“It was the best of times, it was the worst of times, it was the age of wisdom, it was the age of foolishness, it was the epoch of belief, it was the epoch of incredulity.”
The words were written by Charles Dickens to describe the plight of the French peasantry but very easily could refer to the current state of the affordable British sports car market. Many of the cars long rumored to be on the way up and appreciating are still at the levels they were a decade ago while others seem to be depreciating (that only seems to be the case) or treading water amidst the pages of the Hagerty Price Guide.
No where is this more true than in the case of the paragon of the affordable British sports car caste, the MG TD, which always seems to be available for purchase somewhere at a reasonable price. While its progenitor in the T-Series (the TC) has definitely suffered in the market over the past decade, the TD has only barely been able to hold its own. This past week we attended the Mecum Auction held at the Convention Center in Anaheim where three TDs crossed the block within hours of one another. What they sold for is instructive as to their place in the market.
The most affordable example was a 1953 TD (XPAGTD224119) and was unrestored but in fairly good order. The respray was solid, the undersides were clean and all the materials were appropriate for the car. It started easily, registered the appropriate levels on the gages and was free of any discernible evidence of rust or rot. There’s an axiom in automotive valuation that any car is worth what the market says it’s worth and this market spoke firmly that it was worth only $15,000. The owner felt otherwise and it was a No Sale at that amount. Should he have taken it? That depends whether he could afford to wait it out for the market to catch up with his own perception of value or to find someone that just had to have the car. If anything, I think the car was actually overbid; $12,000 should have been able to buy this particular example but it actually finished several thousand dollars north of that mark.
The middle bear of the Goldilocks-like lineup was also built in 1953 (XPAGTD229604) and was subject to mid-quality restoration at some point in the recent past. Importantly, the engine was freshly rebuilt with new pistons and rods but the most attractive thing about the car was installation of a 5-speed transmission. Whatever purists might say, in a car of this ilk, the extra gear transforms street driving and makes time on the highway pleasurable rather than endurable. What was the enhanced drivability and peace of mind afforded by the engine rebuild worth? At least a few thousand extra as this car sold at $21,000 (including commission) which is still slightly high in the recent market but a fair deal for both sides.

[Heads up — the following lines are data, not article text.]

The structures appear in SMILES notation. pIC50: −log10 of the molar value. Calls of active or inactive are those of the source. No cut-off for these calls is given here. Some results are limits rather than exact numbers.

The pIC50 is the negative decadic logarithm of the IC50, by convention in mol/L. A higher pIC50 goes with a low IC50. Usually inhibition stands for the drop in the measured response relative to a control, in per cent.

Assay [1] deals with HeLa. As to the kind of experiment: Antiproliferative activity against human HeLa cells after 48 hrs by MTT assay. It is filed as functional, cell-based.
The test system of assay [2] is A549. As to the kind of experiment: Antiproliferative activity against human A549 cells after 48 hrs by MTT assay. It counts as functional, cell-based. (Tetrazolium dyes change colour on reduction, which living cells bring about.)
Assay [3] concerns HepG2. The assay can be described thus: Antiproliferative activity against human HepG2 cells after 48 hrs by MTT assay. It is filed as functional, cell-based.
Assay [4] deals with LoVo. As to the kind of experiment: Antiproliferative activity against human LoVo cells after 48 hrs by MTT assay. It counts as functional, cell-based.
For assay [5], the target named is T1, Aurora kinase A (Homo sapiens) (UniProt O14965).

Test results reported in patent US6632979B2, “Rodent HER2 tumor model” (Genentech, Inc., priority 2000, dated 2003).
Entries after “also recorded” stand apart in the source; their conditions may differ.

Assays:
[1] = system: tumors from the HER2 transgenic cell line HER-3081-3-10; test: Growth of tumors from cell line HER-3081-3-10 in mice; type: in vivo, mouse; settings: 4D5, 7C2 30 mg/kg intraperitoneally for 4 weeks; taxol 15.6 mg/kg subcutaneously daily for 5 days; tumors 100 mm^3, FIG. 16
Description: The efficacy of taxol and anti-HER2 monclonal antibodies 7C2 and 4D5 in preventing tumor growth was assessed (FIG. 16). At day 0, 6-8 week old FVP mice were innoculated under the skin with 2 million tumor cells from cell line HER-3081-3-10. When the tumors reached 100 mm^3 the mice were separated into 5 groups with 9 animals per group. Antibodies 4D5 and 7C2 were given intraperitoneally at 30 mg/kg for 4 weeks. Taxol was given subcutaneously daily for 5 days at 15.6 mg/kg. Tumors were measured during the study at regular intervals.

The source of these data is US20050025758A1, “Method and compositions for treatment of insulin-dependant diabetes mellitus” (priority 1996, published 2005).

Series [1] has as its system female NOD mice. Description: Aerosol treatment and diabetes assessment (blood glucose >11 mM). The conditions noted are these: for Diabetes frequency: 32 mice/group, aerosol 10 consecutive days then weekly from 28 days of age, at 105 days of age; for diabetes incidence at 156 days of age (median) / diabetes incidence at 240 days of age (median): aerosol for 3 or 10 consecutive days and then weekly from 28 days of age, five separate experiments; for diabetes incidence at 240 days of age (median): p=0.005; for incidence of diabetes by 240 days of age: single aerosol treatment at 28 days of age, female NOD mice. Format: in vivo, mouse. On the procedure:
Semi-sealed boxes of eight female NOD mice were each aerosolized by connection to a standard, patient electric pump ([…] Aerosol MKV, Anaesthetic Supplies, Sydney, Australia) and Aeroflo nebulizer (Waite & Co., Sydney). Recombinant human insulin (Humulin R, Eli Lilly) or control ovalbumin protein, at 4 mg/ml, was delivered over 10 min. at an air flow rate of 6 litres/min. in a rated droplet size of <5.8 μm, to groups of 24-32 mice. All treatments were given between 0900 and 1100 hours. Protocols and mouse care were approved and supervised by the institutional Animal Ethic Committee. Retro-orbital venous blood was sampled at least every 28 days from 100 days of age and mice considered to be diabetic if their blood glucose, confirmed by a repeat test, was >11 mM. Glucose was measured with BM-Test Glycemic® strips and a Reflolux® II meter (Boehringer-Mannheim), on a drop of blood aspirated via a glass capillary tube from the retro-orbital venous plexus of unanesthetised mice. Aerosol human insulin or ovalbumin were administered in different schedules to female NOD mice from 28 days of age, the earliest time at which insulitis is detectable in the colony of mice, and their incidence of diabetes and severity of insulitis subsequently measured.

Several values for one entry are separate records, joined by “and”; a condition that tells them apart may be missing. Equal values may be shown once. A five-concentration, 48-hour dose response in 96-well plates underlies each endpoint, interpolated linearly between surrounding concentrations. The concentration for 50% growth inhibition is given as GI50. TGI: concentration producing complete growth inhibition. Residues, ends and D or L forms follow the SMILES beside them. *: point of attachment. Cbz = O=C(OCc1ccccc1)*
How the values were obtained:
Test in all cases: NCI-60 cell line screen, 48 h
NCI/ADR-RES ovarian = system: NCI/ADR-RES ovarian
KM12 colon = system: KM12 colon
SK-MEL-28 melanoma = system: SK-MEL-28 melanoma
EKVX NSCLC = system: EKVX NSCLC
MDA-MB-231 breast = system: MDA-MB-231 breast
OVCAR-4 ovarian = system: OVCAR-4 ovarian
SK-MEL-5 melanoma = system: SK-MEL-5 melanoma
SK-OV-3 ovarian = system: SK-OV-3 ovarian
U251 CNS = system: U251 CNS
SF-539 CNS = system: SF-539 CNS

I have seen well over 100 cars in my life offered for sale by private parties that were advertised by their owners as being in No. 1 or Concours condition. After seeing the cars in person that description was accurate in no more than a handful of cases.
Chances are, if you think your car is in No. 1 condition, it’s a No. 2 (although most times it’s really a high No. 3) and it’s not worth what you think it is.
The last example that crossed the block was subject to a professional restoration (reportedly nut-and-bolt) with high-quality materials and mostly correct appointments (it had radial tires and chrome wheels) and really presented well. Call it a 1-/2+ car and how it performed on the block tells the real tale of how the TD market is doing. A good rule of thumb is that there’s a 100% premium to make the jump from No. 3 to No. 1 and a 50% to 75% premium to go from No. 2 to No. 1. If the first car offered was a No. 3 car (it was) then this car should have reached $30,000 (it did not). Instead, it sold for $26,000 and it took an awful lot of effort to get there. Was it sold too light? Not really. Over the past three years I can say that this was right where the market was – which is to say right around $25,000.
The best of times? It is – if you are in the market for an entertaining, light, nimble and fun to drive LBC. The worst of times – it is if you have a pristine example in the garage and were hoping to retire from the proceeds of its sale. This is the state of the market. Not horrible, not great, unless you happen to have a Ferrari 250, Porsche 911 SWB or a hundred-point E-Type in the shed. If you do, it’s definitely the best of times. If not, not so much.
By Johnny Oversteer